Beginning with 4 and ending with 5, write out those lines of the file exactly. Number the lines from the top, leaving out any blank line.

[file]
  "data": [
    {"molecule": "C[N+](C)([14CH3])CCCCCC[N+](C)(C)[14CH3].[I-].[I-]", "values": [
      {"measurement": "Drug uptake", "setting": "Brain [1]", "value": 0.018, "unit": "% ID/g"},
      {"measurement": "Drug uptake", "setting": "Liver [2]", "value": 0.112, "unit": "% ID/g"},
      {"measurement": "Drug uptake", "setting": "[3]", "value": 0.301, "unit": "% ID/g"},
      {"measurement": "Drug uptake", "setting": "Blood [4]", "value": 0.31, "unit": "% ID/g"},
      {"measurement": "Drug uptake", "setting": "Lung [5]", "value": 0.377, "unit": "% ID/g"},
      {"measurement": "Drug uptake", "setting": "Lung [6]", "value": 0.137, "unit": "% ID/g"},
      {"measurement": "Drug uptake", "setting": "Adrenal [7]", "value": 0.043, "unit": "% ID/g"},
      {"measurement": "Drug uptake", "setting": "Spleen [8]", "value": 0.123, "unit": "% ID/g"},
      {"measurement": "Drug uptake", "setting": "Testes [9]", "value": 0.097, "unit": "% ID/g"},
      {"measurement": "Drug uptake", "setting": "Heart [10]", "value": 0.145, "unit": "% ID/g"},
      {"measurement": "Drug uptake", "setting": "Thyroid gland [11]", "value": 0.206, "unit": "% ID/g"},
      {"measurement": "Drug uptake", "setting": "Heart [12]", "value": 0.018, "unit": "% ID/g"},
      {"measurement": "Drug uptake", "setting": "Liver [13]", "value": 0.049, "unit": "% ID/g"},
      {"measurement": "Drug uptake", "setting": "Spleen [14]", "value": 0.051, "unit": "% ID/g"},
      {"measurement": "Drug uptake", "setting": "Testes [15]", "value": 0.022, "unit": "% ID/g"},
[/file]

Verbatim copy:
      {"measurement": "Drug uptake", "setting": "Liver [2]", "value": 0.112, "unit": "% ID/g"},
      {"measurement": "Drug uptake", "setting": "[3]", "value": 0.301, "unit": "% ID/g"},